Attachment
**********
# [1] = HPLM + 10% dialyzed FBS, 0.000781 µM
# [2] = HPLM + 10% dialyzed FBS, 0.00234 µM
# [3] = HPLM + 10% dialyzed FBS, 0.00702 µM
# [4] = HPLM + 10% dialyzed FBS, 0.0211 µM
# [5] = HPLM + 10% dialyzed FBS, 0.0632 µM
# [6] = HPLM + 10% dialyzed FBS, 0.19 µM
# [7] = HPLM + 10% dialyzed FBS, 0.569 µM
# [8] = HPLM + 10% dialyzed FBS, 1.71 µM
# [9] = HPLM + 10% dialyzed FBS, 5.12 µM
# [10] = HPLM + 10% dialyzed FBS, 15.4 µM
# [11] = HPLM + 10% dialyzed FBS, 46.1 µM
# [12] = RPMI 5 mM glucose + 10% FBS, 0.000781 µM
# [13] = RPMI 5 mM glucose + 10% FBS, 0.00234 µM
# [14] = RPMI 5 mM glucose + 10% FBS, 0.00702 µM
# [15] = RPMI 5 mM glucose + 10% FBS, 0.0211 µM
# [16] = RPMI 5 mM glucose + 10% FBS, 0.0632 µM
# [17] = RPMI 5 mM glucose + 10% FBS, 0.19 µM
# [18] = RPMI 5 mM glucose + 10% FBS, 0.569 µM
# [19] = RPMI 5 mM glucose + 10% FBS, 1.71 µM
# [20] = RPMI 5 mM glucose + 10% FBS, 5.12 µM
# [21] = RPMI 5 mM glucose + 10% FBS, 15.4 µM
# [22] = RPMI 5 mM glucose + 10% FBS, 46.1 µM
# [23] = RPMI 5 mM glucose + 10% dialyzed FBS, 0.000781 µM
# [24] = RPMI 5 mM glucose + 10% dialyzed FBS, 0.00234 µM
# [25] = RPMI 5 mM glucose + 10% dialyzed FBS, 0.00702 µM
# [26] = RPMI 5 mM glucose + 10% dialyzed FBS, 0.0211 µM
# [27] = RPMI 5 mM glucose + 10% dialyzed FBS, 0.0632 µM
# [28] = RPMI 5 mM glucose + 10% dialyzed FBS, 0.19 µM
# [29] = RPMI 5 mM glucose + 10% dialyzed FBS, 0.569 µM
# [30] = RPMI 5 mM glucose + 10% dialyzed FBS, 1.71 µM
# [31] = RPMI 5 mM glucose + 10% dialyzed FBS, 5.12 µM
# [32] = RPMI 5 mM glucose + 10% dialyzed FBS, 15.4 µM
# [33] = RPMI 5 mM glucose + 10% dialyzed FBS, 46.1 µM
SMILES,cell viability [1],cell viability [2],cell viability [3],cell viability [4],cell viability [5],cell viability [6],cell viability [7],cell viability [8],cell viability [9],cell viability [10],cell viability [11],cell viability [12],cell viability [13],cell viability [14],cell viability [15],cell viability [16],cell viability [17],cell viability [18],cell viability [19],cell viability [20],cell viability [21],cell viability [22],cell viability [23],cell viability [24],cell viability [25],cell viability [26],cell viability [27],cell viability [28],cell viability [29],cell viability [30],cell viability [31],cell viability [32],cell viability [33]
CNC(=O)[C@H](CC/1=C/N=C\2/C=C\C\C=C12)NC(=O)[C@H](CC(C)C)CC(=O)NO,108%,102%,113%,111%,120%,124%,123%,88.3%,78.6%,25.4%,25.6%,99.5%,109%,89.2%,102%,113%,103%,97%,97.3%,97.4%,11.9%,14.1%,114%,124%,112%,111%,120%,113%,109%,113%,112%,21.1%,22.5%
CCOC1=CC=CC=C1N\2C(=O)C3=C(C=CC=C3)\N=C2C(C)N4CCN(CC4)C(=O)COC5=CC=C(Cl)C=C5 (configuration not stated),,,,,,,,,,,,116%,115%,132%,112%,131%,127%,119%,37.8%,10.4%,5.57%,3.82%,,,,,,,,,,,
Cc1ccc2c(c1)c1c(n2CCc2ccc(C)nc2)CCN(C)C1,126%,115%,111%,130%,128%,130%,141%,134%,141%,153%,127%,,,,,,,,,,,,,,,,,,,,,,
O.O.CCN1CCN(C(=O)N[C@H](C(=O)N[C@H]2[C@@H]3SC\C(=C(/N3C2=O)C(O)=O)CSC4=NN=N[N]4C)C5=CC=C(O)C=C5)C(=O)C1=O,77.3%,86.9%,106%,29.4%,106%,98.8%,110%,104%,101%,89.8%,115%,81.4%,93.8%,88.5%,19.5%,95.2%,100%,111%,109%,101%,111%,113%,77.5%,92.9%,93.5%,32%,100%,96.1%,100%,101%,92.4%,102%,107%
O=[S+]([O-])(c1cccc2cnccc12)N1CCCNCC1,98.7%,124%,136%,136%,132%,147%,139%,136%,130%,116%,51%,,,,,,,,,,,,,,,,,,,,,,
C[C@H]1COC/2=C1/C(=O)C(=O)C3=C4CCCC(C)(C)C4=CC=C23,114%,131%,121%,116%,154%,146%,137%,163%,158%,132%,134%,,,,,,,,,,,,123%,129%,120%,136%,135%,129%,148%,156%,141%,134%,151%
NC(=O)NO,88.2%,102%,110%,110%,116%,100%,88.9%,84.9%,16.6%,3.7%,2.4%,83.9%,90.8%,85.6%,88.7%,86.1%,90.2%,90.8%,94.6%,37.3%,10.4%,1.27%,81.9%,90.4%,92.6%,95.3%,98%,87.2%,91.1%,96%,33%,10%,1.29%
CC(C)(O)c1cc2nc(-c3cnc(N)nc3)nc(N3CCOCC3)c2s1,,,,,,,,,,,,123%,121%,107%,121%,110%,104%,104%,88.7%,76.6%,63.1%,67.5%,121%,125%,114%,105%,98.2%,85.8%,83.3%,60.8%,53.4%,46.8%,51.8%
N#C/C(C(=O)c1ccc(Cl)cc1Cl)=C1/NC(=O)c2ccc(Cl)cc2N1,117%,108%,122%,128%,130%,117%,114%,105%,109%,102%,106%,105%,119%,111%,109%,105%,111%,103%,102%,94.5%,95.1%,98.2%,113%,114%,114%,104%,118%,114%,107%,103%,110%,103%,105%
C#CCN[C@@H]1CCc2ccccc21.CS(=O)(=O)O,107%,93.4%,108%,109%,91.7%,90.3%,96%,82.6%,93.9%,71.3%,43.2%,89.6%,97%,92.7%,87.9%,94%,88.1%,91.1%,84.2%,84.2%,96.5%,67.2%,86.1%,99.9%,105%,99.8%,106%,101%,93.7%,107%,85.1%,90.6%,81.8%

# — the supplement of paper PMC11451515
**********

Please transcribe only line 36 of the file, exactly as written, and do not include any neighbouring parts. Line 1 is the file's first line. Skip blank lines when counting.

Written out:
CCOC1=CC=CC=C1N\2C(=O)C3=C(C=CC=C3)\N=C2C(C)N4CCN(CC4)C(=O)COC5=CC=C(Cl)C=C5 (configuration not stated),,,,,,,,,,,,116%,115%,132%,112%,131%,127%,119%,37.8%,10.4%,5.57%,3.82%,,,,,,,,,,,